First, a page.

Do you have any "smart home" projects in the works or in mind?

Did you find this post useful? Show some love!
DISCUSSION (30)

I spent quite a lot of time working through smart home projects.

To name but a few!

  • Internet connected door bell: Using a wireless door bell I attached a small RFID powered arduino, which emits a message to a central receiver on my raspberry pi when the door bell is pressed. Most of these door bells have a light on the front which when ringing emit. It is VERY EASY to run your arduino in parallel through the wiring to the light bulb and wake it from sleep when the voltage goes high on the wire. After the message is emitted over radio I then put the arduino back to sleep. Here is an image of the unit: IoT Door Bell IoT Bell Boxed IoT Bell MQTT

During prototyping the unit:
IoT Bell Prototyping

  • Tweeting thermostat with Pebble App controller: I bought a tado smart thermostat. These are much like the Nest versions that you see publicised however, they have gone heavy on the software and kept the hardware in your home to a minimum. You control everything through their mobile app. The reason I went this route is that I believe hardware has a much shorter shelf life, so by going with a product which treats it's hardware as quite a dumb component there is little turnover with hardware versions. This means I'm not buying tado v2, v3, v4 every few years.You may have seen the number of Nest iterations has been insane, which for me is a waste of money. In this project, I hooked into the Tado mobile API. It's hidden and I had to sniff the API calls but utilising this API and Node-red to wire up the API calls to a MQTT server and Twitter I was able to have my thermostat tweet its temperature every 20 minutes and I was also able to control it through my pebble watch:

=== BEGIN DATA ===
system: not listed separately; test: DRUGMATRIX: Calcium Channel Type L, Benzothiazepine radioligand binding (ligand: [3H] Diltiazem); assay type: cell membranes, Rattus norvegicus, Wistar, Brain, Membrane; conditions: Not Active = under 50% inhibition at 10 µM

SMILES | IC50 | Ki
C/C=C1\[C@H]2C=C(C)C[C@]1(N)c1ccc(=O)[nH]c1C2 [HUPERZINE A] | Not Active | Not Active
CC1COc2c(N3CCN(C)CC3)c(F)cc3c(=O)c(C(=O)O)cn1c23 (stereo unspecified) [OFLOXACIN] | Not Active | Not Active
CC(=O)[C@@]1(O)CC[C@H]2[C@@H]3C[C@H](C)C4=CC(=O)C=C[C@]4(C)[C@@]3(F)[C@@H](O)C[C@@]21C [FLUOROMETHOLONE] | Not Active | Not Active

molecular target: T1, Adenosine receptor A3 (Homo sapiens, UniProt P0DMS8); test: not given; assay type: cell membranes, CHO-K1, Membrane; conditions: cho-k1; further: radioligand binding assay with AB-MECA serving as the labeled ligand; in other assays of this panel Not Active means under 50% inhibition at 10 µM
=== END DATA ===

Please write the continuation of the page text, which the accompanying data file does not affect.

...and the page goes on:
Tado Box
IoT Thermostat
IoT Pebble

A project would never be complete without also building it into telegram
Telegram Bot

  • Car Tracker: So I had a run in with my car being potentially stolen one time and it got me thinking about asset trackers/car trackers. I found that there are generally 2 routes to go down. One is to pay someone a subscription and they install a unit which your insurance company will approve of or you can buy yourself a unit, fit it yourself and just use it as a general purpose tracker. Both of these avenues typically require you to wire the unit into the car itself. For any units which are battery powered you typically find small devices that last anywhere from 3 days up to 90 days. These units are inexpensive, some offer subscriptions but generally it's a pay as you go scenario. My issue with these models is that I didn't want to be touching the car internal wiring, I wanted to be able to move the unit between vehicles and at the same time I felt a 90 day maximum without requiring a charge was actually VERY low. As you can see from my previous projects I've worked with Arduinos quite a bit and I have run a barebones arduino on a coin cell for well in excess of 2 years, emitting a simple radio message every hour.

I set about looking into optimising and producing an asset tracking device which met the following criteria:

  • Portable
  • Pay as you go based on SMS plan/ GSM plan tied to no brands
  • Battery life between charges in excess of 1 year
  • Agnostic interface to other devices
  • Does not touch any of the car's wiring
  • Will emit it's location once an hour every hour